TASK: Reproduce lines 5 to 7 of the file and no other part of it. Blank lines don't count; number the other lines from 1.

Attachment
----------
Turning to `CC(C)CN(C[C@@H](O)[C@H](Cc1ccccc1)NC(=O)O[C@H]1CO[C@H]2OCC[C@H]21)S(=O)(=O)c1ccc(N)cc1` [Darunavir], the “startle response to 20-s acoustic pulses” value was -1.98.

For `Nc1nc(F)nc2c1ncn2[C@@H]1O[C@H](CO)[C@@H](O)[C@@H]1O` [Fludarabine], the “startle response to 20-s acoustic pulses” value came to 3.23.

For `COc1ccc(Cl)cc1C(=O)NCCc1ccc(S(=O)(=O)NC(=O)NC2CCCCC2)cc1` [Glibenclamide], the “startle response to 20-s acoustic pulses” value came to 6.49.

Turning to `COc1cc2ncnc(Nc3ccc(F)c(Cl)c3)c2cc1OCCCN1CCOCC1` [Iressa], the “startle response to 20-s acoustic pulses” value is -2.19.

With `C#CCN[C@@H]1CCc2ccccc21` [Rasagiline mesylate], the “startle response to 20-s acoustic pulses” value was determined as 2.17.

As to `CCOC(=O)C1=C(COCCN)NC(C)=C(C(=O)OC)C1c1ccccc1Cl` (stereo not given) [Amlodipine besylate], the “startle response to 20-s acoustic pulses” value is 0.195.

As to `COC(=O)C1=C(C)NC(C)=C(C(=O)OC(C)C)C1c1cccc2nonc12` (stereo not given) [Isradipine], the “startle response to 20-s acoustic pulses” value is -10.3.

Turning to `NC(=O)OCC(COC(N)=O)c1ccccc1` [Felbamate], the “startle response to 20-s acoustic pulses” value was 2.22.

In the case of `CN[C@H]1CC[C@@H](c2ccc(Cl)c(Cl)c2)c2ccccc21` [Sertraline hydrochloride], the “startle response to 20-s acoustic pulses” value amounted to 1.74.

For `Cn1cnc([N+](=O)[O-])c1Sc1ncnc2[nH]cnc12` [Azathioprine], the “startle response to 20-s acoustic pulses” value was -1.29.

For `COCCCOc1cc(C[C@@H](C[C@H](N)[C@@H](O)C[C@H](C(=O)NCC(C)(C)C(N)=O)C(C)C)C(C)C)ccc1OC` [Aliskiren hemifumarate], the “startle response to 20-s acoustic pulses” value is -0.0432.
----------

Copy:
With `C#CCN[C@@H]1CCc2ccccc21` [Rasagiline mesylate], the “startle response to 20-s acoustic pulses” value was determined as 2.17.

As to `CCOC(=O)C1=C(COCCN)NC(C)=C(C(=O)OC)C1c1ccccc1Cl` (stereo not given) [Amlodipine besylate], the “startle response to 20-s acoustic pulses” value is 0.195.

As to `COC(=O)C1=C(C)NC(C)=C(C(=O)OC(C)C)C1c1cccc2nonc12` (stereo not given) [Isradipine], the “startle response to 20-s acoustic pulses” value is -10.3.